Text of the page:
Being a sports fan who cannot bear to be parted from the England cricket team and the football, my subscription with Sky is a necessary, if expensive, evil. Likewise, I have a subscription to watch NFL American Football games. While I may be a fully paid up member of the web-generation, it is amazing to be able to watch TV on my lap-top.
But there are two things which are vexing. Firstly, my Sky subscription is useless when I am outside the UK. Secondly, because Sky has also bought rights to NFL games, I find that a few games (usually the ones most worth watching) are ‘blacked out’ when I try to watch in the UK.
Not only is this unfair – after all, I have paid for both subscriptions – but it also highlights one of the reasons why selling broadcast rights on a country- by- country basis often screws over the consumer. You pay through the nose to watch the best and most popular shows only to find that, once you’re outside one Member State, you either have to pay again or do without a service you paid for.
It looks as though the ‘Premier League’ ruling by the ECJ marked a line in the sand. The Commission communication on e-commerce indicated that the era of country-by-country deals may be drawing to a close. Collective rights-sales and pan-European licensing are on he cards. It can’t come a moment too soon for me. After all, if a digital single market is to exist in the EU then it is logical that we have pan-European or multi-territory broadcasting rights. This should apply for all commercial television. The irony is that the likes of the BBC, ZDF and RTE tend to be available to cable-tv viewers across the EU, despite the fact that it is more difficult to justify state-backed channels being available.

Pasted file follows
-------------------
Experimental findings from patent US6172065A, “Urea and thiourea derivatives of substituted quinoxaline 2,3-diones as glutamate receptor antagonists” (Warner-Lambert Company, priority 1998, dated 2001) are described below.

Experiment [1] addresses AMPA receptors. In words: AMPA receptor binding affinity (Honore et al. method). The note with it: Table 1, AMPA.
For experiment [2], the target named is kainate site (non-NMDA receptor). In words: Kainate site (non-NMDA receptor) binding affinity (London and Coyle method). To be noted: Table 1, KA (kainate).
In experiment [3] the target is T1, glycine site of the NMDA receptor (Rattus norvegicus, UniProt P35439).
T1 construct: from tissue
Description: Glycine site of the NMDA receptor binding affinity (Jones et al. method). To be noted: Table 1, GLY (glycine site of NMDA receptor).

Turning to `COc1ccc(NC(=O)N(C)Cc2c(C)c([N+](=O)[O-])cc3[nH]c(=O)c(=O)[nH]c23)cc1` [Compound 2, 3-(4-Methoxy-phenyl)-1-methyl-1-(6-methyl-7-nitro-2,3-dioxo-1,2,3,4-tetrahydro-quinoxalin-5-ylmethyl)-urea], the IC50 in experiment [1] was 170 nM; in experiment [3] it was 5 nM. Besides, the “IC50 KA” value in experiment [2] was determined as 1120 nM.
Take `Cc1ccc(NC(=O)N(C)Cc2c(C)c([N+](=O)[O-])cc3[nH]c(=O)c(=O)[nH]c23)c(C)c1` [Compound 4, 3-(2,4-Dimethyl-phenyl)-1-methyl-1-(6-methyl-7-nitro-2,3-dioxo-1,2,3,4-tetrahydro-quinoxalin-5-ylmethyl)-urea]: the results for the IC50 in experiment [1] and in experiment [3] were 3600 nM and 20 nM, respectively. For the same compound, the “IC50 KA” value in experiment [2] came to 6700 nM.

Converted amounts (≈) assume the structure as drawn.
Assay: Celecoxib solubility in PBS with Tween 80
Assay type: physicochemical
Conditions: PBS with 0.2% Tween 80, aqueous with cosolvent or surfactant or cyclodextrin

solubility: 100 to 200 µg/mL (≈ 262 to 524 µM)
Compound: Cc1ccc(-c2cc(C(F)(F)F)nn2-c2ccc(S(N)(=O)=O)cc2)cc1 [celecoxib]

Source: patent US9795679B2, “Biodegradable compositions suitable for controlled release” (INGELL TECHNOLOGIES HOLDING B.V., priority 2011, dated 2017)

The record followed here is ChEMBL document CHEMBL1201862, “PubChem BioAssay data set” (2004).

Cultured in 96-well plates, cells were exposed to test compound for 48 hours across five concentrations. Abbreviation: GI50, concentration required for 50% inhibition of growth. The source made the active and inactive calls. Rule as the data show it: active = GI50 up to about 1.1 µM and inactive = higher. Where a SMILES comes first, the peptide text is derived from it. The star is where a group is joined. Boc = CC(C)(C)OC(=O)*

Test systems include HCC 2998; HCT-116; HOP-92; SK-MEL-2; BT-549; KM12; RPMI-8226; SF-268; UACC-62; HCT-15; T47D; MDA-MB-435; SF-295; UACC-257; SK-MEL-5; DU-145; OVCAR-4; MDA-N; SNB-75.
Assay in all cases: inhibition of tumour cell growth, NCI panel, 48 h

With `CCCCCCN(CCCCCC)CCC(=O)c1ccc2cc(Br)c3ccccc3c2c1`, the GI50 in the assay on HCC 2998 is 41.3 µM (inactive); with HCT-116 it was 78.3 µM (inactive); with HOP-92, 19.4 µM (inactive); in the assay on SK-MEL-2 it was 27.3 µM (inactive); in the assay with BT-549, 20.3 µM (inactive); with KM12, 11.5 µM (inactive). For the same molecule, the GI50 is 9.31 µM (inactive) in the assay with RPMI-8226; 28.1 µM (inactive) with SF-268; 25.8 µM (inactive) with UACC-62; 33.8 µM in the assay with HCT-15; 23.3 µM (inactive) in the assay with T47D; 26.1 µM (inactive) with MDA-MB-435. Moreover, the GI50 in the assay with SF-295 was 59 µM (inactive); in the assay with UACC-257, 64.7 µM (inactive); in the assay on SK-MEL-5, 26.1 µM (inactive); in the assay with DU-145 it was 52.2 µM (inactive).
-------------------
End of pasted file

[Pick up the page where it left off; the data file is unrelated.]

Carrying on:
So there is every reason to expect that watching our favourite programmes should become easier within the next couple of years. But although some saw the ‘Premier League’ ruling – which decided that it is perfectly legal for individuals to buy decoder cards and TV subscriptions from other countries to undercut the subscription fees for Sky Sports – I don’t expect the value of rights, which is then reflected in the size of the subscription fees, to dramatically decline.
The big money-spinning broadcasting rights deals are for football, of which the English Premier League is the biggest single collective rights sale, with BskyB currently paying £5bn for a three year deal. The deals for the rights to show Barcelona and Real Madrid matches, which are sold by the clubs themselves, are similarly large. Instead, I would expect the Premier League, and all other rights-holders to copyright more elements which they could then require their TV partners to air. For example, UEFA uses a copy-righted anthem in the broadcasts of its Champion’s League matches, and the scope for introducing new copy-rights is extremely wide.
So those of us who baulk at the prospect of paying 40 or 50 euros per month in subscriptions shouldn’t hold their breath in assuming that collective rights will cut costs. Nonetheless, if EU legislation cannot make TV cheaper to watch, it should certainly make it easier. And that in itself would be a big step forward.